Running into my childhood kitchen symbolised future happiness. Before my grandma could catch me, my small hands had already pulled out her collection of pots and pans, arranged them in the most artistic way a three year old can fathom and began clanging one against another. Whilst I kept working on being the next Ringo Starr, my grandmother would make magic with her hands kneading and mixing and baking until her secret formulas resulted in ‘doce de arroz’ or bolinhos de chuva or bolo de chocolate. Until this day Grandma’s cooking evoke a sense of childhood nostalgia, like the scent of vanilla ice cream, theme parks and birthday cakes. And now it’s my turn to learn, to chop and stir and bake and knead. I can’t promise I’m half as good as D. Maria, but sure as heck I’ll try.
If Portuguese meant grandma’s cooking and looking at dinosaur remains carefully preserved near the valley close to our apartment (there was a universal accord that no one would touch it, it belonged to the land), English would resemble something completely different. Portuguese came on slowly and surely, the way a child learns, English came on all at once. Portuguese was open beaches. English was elementary school and stuffy uniforms. As proficiency increased, so did what English resemble expand. It transfigured into Shakespeare, Milton, Fitzgerald, politics, sociology, philosophy and maths. Somewhere along the way, I learnt books didn’t give you some self-imposed pressure to speak well, heck, books knew the struggles you dealt with. This was a different kind of English, more colourful and exciting compared to the drab world of rote memorisation. There was solace in Jane Austen’s Emma, a notoriously awful matchmaker (to my school friends, I’m sorry), I was Lucy in Narnia fighting off the White Witch, I was Maia running off to Brazil or Charlie eating a wealth of sweets. English provokes both a sense of academia and country roads as it does protests, political discourse and debate. It is multi-faceted and why shouldn’t it be? As Paul Valery said ‘a human being is a complicated creature, more complicated than his thoughts are’.
But French too has evolved over time. When I was eight, going to France was at first nothing more than a momentary relief. The architecture, Parisian apartments, cafe culture, and subtle pronunciation that glided off the tongues of women clad in black on black and unkempt hair brought something closer to home. I knew then I would learn French. And goodness I would do it by force. Heaven forbid if I ordered a hot chocolate in Lyon and the cashier spoke to me in English. I didn’t know it then but my philosophy of ‘You should learn a little of the language you stay in’ was born. My stresses could be in the wrong place, and mix up ‘la’ and ‘le’, I spoke, and I wore it like a badge of honour. Over time I discovered French literature, the nation’s pride on its culture and history and fell in love with it too. Don’t I know how much I yet have to learn, but it’s a process, pas a pas.
And Russian feels like something fresh, forming into the tangible, solidifying but not quite there. The potential that hasn’t metamorphosed into actuality. Not quite, not yet. We need more Russian diaries, and language lessons and speaking partners to cross that road. The further I walk, the more cross-cultural connections reveal themselves before me. Each language accentuates the uniqueness of another, whilst simultaneously displaying similarities. It is a bit of a paradox, but a fun one at that. Russian is rich in diminutives. Portuguese likewise. French words like avant-garde, bijouterie, and magasin are the same in Russian. Its grammar resembles German. But then, Russian is more than just sounds and grammar. There’s something sentimental, and profound.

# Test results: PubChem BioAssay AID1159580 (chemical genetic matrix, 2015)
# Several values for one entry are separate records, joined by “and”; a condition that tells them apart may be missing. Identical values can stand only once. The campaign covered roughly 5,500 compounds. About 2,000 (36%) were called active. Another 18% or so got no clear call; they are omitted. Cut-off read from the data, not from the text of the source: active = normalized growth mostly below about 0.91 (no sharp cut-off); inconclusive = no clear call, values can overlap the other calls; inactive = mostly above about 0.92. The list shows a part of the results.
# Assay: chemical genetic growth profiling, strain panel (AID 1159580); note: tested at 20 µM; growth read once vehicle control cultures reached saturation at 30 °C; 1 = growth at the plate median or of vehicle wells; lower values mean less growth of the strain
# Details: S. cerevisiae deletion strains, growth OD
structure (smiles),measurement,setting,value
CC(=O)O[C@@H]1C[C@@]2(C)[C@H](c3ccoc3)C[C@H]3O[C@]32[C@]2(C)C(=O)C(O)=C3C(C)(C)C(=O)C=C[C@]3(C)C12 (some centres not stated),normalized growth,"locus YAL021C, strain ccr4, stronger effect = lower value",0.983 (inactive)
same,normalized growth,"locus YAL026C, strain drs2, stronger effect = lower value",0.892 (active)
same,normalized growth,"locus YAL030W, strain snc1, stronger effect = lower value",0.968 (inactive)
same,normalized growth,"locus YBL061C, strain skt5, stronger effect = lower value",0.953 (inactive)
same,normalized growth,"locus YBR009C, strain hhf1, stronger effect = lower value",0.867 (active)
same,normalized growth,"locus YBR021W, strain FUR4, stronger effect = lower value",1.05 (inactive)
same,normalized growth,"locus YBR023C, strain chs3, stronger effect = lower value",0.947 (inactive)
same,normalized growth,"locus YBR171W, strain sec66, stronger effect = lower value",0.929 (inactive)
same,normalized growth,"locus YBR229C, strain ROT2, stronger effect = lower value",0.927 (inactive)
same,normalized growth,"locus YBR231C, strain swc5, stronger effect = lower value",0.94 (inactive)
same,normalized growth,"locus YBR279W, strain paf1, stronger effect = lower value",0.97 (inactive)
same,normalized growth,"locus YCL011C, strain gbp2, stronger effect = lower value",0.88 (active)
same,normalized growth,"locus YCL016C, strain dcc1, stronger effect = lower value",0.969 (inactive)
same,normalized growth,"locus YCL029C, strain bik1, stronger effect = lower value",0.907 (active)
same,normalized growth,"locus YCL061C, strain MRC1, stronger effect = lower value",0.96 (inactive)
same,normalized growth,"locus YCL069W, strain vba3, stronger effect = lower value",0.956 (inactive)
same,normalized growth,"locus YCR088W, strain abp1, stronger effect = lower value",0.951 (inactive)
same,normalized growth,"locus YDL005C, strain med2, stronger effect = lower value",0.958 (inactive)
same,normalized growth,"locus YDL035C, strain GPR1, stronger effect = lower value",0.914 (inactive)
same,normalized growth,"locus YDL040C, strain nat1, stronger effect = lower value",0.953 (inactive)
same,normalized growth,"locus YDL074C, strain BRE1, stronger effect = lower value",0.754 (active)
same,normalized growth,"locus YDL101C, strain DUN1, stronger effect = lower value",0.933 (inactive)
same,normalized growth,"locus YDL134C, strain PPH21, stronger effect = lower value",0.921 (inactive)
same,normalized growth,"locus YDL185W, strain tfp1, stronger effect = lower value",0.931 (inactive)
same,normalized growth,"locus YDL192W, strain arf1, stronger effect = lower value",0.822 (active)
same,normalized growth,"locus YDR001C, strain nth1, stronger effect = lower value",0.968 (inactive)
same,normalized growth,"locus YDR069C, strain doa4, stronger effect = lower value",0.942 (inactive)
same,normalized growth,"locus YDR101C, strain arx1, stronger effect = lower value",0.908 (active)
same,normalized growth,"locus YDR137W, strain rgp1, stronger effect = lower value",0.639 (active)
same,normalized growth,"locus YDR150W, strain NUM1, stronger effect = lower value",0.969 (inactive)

It was Dostoevsky who wrote “ For no one can judge a criminal until he recognizes that he is just such a criminal as the man standing before him, and that he perhaps is more than all men to blame for that crime,”, evoking ideas of personal responsibility, the self and the shadow. Does our essence contain more evil than our flesh would let on? Or perhaps we are blind to our own contemptible weakness, and the people before us reflect our own dis-fractured psyche. Does evil begin when man abandons God, and how do we come before Him to deliver us from ourselves? These are the kind of questions asked in Russian classes of literature and philosophy. They are edifying, refreshing. Like rain that licks at your face on a hot day. In the Russian language, seldom is the question on the existence of evil questioned, but rather the question of how we should work with the apparent forces at play is framed. The Gulag Archipelago is a testament to that.
And whilst Russian makes us toy with questions on the soul, evil and suffering and nature and freedom, Chinese is still playful. That’s the only word I can use to describe it, playful, youthful, like Nyse playing close to the dinosaur remains. Maybe because I’m usually the youngest amongst my Chinese friends, and have been called 宝宝 (baby) , but who knows. It doesn’t matter. It’s evolving right before my eyes. It’s normal for me to send pictures of the food of the day as a way to show I’m well, and conversations touch on travelling and linguists. A little like Spanish, but at the same time not at all.
We will wait and see. Until then, I will speak and I will learn and I will find how the language develops right before me.
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